“We thought, how cool would it be if we could get our Circles community out there? It’s one thing for the Supervisor of Elections to come tell you how our election process works; but what if you could actually be a part of the process…to be able to say to the people in your circle of influence, ‘Don’t tell me that there’s fraud in the election system. I’m part of the election system. I’ve done it right.’”

Sandi and her Big View team were clear that Circles members should be compensated for their work. “We asked the question, ‘If somebody is there as a Circle Leader, or had been a Leader previously, could we pay them?’ And the Supervisor of Elections said, ‘We give you the money. You can do whatever you want!’  And so our model of Adopt-a-Precinct looks a little bit different than other people’s; [our Circle Leaders train] with Allies and the Poverty Solutions Group staff. If you’re an Ally or member of the staff, the money goes in as a fundraiser. But if you’re a Leader coming in, they actually earn pay for that day.

“We are building a group of people that really understand the ins and outs [of voting],” Sandi finished, smiling. “All of us have to go through [roughly four to eight hours of] training like any normal paid poll worker does every single election because it’s required by law.”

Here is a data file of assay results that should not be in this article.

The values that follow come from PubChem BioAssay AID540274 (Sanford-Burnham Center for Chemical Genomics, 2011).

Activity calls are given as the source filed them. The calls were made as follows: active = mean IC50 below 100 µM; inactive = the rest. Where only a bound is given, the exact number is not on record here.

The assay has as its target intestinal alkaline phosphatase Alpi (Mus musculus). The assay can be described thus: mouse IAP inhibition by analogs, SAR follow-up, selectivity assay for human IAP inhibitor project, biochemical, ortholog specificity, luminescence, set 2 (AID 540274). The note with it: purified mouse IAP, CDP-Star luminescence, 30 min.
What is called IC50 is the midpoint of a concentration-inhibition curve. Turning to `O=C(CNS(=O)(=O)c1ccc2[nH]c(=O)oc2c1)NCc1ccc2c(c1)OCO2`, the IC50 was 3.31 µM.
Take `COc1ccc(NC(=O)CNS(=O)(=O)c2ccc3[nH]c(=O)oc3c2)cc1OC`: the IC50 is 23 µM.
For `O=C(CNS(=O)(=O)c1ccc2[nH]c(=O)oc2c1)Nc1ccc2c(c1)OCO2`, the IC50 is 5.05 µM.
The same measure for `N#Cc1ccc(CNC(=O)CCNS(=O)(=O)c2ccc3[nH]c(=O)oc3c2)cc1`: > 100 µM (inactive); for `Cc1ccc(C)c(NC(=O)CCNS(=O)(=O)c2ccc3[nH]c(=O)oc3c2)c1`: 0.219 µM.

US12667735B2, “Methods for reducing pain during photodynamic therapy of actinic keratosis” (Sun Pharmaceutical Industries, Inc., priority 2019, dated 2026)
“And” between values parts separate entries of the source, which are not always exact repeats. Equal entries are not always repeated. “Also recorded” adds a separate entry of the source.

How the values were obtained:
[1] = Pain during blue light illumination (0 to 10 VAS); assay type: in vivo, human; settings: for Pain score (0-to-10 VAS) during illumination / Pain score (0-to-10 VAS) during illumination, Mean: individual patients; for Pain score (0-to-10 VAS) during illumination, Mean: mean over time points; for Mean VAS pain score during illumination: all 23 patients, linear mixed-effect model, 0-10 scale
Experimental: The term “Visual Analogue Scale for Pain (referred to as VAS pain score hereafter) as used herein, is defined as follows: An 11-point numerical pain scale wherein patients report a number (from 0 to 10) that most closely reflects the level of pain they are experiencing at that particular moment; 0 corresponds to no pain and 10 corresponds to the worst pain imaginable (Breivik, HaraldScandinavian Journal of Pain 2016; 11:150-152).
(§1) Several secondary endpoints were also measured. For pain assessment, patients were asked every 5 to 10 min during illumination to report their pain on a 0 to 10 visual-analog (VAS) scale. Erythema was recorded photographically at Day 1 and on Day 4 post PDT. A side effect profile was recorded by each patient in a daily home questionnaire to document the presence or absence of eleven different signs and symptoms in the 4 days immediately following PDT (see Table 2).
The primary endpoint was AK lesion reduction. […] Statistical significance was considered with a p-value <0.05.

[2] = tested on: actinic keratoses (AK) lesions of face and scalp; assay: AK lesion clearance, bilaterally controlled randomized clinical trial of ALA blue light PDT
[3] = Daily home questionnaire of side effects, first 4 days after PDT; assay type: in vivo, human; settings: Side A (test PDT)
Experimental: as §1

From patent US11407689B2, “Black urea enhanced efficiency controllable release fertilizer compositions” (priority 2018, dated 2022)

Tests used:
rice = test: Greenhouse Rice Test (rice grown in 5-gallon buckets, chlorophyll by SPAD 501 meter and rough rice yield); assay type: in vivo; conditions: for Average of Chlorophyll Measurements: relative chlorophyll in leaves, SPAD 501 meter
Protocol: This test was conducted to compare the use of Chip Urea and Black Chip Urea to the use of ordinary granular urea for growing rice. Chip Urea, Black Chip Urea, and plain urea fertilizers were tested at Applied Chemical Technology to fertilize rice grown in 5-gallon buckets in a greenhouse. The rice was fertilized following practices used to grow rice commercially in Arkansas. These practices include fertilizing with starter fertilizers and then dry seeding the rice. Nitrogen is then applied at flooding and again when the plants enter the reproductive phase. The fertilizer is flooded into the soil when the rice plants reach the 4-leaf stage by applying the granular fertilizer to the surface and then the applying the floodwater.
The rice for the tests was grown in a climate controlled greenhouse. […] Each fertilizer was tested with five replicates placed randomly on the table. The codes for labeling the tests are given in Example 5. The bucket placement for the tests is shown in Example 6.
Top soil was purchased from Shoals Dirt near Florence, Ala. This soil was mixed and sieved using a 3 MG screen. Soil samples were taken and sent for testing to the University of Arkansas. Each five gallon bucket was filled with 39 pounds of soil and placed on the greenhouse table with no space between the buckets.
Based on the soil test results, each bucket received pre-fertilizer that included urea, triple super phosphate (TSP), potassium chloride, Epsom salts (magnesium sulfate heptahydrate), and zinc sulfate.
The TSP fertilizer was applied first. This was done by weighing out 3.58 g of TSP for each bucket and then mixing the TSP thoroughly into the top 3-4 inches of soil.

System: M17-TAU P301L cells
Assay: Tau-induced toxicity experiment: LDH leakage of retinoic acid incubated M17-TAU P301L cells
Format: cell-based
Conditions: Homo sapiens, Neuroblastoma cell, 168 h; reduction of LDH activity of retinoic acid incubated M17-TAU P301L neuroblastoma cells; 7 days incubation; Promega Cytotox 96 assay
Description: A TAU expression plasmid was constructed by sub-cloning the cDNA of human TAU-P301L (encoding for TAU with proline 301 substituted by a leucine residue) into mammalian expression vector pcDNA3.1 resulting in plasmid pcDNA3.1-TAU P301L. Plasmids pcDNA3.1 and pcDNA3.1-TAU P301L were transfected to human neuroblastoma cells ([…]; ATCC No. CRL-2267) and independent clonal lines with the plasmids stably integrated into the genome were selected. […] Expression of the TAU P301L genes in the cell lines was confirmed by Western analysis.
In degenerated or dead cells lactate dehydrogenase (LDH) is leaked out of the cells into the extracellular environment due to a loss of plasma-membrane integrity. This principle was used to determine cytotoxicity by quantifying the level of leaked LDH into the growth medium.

Voting Freedom: a Legacy of Integrity

When asked why election integrity matters right now, Bonita and Sandi both cited beloved elders and community members who have impressed upon them the importance of voting.

“The hair is standing up on my arm!” Bonita said. “Every time that I go and cast my ballot and take my children along, it’s about honoring the folks that sacrifice so much more than just their time to go to training, to hold the door open. It’s about all of those folks that were not able to; and to be able to say, ‘Yes, I can run because you walked.’ That’s what it’s about. For me and one of our Circle Leaders, Ms. Charlie May—who is 92-come-on-Lord-I-believe-it years old!—to hear her tell the story of the [Ku Klux] Klan coming down the road and taking folks away. And knowing that she lived through that. And even when she wasn’t able to vote…she was still there. I’d be doing a disservice not to honor that.”

Bonita thought for a moment, then added: “As our Supervisor of Elections says, there is no voter fraud in Orange County. That matters. I have a couple of friends that actually do not vote, have never registered because they don’t believe in the system. 

“And I say, ‘You can’t be a part of the change if you’re not willing to change your point of view!’ We may not always get who we want or what we want in the election. But to know that I took the time to see if I could be that one person that made the change…I’ll do it every time. Every single time.”